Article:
Dating back 1,500 years to the Gupta Empire of India (600 CE) and possibly even having roots in ancient Egypt, chess has challenged chumps and champs alike the world over for generations.
Indeed, chess has a long history.
But what does the future hold for the ancient game of chess?
Sure, many high schools still have chess teams, and many a-park table, like the one I spotted above at Smithville Park, provide open-air chessboards, but will chess survive for future centuries, let alone the next decade?
In modern times, visiting a high school, a park, or most other public places reveals endless streams of individuals interacting with their cell phones, and not taking part in “old-fashioned” pursuits like chess or checkers, let alone conversation. You know how people are, and I am certainly guilty of phone-focusing on occasion, too.
Chess is a thinking-person’s game that can take patience, perseverance, and pedantry to succeed. These are not adjectives typically associated with today’s world. (Speaking of which– congrats, and THANK YOU, for reading this far… that’s a feat in and of itself in today’s hyper-distracted society!)
Furthermore, older adults, who perhaps stereotypically have favored chess, now have many other pastimes to pursue, ranging from pinochle to pickleball to, heck, PS3 games.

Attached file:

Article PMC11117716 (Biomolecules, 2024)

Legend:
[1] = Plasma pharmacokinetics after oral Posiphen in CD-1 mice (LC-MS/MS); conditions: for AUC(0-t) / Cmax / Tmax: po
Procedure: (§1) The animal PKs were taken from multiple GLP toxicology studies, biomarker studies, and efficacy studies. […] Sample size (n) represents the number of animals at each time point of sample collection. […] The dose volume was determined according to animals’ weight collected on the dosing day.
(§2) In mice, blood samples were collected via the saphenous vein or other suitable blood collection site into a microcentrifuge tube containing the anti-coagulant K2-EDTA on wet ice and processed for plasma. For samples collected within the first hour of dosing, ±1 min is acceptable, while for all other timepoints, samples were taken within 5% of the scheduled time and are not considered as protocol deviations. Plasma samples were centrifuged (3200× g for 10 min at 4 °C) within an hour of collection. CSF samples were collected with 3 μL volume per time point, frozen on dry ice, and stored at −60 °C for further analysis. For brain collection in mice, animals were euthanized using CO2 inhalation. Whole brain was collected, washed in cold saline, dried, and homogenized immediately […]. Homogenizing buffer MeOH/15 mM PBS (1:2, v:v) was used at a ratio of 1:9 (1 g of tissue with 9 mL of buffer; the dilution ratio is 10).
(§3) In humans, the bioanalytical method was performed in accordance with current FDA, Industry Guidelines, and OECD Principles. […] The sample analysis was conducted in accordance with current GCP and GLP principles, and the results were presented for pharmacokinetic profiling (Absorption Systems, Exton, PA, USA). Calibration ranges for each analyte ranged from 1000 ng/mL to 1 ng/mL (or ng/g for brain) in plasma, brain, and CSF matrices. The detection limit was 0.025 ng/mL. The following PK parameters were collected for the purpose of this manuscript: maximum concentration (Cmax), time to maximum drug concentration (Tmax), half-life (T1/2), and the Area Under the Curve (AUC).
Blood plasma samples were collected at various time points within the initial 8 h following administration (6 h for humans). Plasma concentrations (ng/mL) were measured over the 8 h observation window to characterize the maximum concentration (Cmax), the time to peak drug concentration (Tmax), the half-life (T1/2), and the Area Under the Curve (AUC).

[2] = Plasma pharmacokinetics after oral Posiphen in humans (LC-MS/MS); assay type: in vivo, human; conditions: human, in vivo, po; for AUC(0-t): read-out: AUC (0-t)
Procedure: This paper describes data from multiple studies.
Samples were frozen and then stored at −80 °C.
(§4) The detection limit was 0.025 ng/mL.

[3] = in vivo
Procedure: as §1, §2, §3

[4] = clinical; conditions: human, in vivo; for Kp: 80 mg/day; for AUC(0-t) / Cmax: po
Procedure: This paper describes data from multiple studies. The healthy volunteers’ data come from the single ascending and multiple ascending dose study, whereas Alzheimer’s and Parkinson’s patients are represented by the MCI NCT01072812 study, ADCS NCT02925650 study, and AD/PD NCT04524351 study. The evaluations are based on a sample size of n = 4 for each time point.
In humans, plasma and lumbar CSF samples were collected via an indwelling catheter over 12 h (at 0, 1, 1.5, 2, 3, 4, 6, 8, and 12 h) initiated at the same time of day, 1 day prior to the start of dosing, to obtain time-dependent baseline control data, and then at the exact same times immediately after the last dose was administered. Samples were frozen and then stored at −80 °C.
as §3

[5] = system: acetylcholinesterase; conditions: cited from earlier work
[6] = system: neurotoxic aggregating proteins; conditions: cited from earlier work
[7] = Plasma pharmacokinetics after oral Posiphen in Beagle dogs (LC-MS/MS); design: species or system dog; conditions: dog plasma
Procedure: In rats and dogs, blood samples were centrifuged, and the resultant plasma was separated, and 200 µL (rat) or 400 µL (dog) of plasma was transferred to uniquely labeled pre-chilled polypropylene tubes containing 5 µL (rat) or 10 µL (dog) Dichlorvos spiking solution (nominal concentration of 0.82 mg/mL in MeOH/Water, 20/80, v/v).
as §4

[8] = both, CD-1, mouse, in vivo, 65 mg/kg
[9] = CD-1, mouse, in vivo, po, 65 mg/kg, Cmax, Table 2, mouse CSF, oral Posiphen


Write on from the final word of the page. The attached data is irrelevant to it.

So what’s next for the venerable game of chess?
I doubt that there will ever be a famous chess player that can garner widespread interest in the activity in the way that Tiger Woods did for golf, Megan Rapinoe did for women’s soccer, or J.K. Rowling did for young readers.
Instead, perhaps, it will be technology that will bring people in. Virtual reality chess could be fun, where you can design your own pieces and compete with anybody in the world at the same board in front of you. Kind of like that Star Wars chess game “dejarik” where competitors use holographic creatures as their pieces. How cool would that be?
Whatever the case, I hope the game continues to be played by many future generations.
If only because I don’t look forward to just staring at a cell phone all day when I’m older.